Finland’s new envoy to Canada, Charles Murto, has diplomacy in his blood.
The career diplomat of more than 40 years was born during one of his father’s postings. After a brief boyhood dream of being a pilot—quashed by nearsightedness—he followed in his father’s globetrotting footsteps, which ended up bringing him to Ottawa.
And although glasses are an obstacle for a commercial pilot, they have not impeded Mr. Murto’s clear vision for the role of diplomacy in an ever-changing world, nor have they kept him from setting his sights on Ottawa.
“I’m certainly looking forward to my assignment in Canada,” Mr. Murto told Embassy in an interview at his office on Oct. 4. “It’s a posting that I’ve [had] my eye on for a long time.”
He continued enthusiastically: “The diversity, the size of the country—really, it’s doing very well and it has tremendous potential. I think it has a great future.”
And for Mr. Murto, the future is an attractive element of his career choice.
“You can actually not only see the world, but you can also see history in the making,” he said. “Essentially, what diplomats do, is we try for our part to shape the future. It’s an interesting business.”
Ottawa is Mr. Murto’s fourth posting as a head of mission, following stints in Australia, Spain, and France.
Mr. Murto shares his adventures with his wife, who accompanied him on his first posting only four days after their wedding.
“We’ve done the journey together,” he said, adding that he misses his children and grandchildren while he and his wife are posted abroad.
Ambitious action plan
While in Ottawa, Mr. Murto said he would focus mostly on Finland’s Canada Action Plan, which he said was approved by the Finnish government in late 2011.
The strategy covers a variety of topics including Arctic issues, co-operation at the United Nations, foreign aid policy, climate change, education, immigration, and technology.
Of particular interest for Mr. Murto is joining technological capabilities with Arctic affairs.
He said that Finland, a Nordic country, knows a lot about technology useful in the Arctic, and not just for things like icebreakers, but also to support living and working in harsh conditions.
Energy, communications, environmental concerns, and infrastructure in the Arctic should all be priorities for both Canada and Finland, said Mr. Murto.
Canada will be taking over as chair of the Arctic Council in 2013 until 2015, said Mr. Murto, and Finland will get its turn to head the assembly from 2017 to 2019.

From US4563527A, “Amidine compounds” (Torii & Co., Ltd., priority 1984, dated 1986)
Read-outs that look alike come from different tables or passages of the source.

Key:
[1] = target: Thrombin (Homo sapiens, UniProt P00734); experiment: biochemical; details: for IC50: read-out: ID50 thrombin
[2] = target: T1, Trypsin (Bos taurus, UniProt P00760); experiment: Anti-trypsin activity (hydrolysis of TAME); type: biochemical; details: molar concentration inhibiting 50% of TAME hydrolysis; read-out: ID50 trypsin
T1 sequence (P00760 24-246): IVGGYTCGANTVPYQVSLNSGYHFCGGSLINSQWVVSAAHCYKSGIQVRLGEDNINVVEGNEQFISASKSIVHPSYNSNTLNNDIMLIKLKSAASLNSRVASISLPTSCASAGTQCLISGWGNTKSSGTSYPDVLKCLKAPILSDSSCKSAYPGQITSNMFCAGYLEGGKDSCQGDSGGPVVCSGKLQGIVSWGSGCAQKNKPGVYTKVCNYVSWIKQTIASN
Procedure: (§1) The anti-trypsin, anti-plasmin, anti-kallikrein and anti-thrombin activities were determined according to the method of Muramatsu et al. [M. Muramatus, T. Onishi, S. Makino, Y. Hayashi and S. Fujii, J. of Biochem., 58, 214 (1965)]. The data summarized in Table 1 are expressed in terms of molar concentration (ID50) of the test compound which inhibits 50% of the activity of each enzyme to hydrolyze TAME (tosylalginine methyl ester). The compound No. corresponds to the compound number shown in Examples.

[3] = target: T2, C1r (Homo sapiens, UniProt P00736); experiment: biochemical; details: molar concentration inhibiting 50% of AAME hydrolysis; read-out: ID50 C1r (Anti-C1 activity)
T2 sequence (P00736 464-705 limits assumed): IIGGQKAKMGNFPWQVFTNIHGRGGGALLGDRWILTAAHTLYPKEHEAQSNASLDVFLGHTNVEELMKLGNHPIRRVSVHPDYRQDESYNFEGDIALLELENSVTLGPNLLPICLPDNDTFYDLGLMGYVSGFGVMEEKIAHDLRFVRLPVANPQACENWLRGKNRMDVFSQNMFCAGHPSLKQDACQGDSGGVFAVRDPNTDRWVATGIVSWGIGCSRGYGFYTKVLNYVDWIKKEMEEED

“I see that there is a huge interest, on a global scale today, for the Arctic, and a lot of countries would like to become observers on the Arctic Council,” he said. “This, I think, is quite natural, looking at the climate change. But I think what is important is that if the Arctic is being developed, you have to look at the conditions there, you have to look at indigenous people.”
He added, “No one wants to spoil the Arctic.”
Mr. Murto said he sees “clean technology” as being a very important industry going forward, in order to preserve the pristine environment while developing the Arctic.
This generates many possibilities for Canadian and Finnish clean technology companies, he added.
Building bridges between Canada and Finland to boost co-operation on research, development, technology, as well as economics and trade is also a priority for Mr. Murto.
“Looking at our trade, it has increased a lot recently…but still there is room for improvement,” he said.
According to the Foreign Affairs website, bilateral trade reached $2.5 billion in 2011, with $754.2 million in Canadian exports.
Mr. Murto added that he has high hopes for free-trade talks between Canada and the European Union.
“I’m very much looking forward to the finalizing of the [Comprehensive Economic and Trade Agreement],” he said. “Our experience in Europe has been, when you open up trade and…do away with trade barriers, it has a huge effect. It does create jobs and new opportunities.”
One aspect of Canadian policy that Mr. Murto said the Finnish government could keep an eye on is immigration, adding that it could be used as an example of a system that works.
It’s “extremely good,” he said, adding that Canada successfully integrates immigrants, and helps them to find jobs, which will help with a projected labour shortage—something that Finland also faces in the future.
As Mr. Murto settles into life in Ottawa, he said he is preparing himself for winter, and hopes that National Hockey League games resume quickly so he has a winter sport to follow.
For now, Mr. Murto will be following the news, analyzing worldwide issues that are relevant to both Finland and Canada.
“It’s extremely important to try to read the trends, to try to get the early signals and try and analyze a developing situation,” he said. “This is not easy, but we’re not all doing this because it’s easy; sometimes we have to do it because it’s hard.”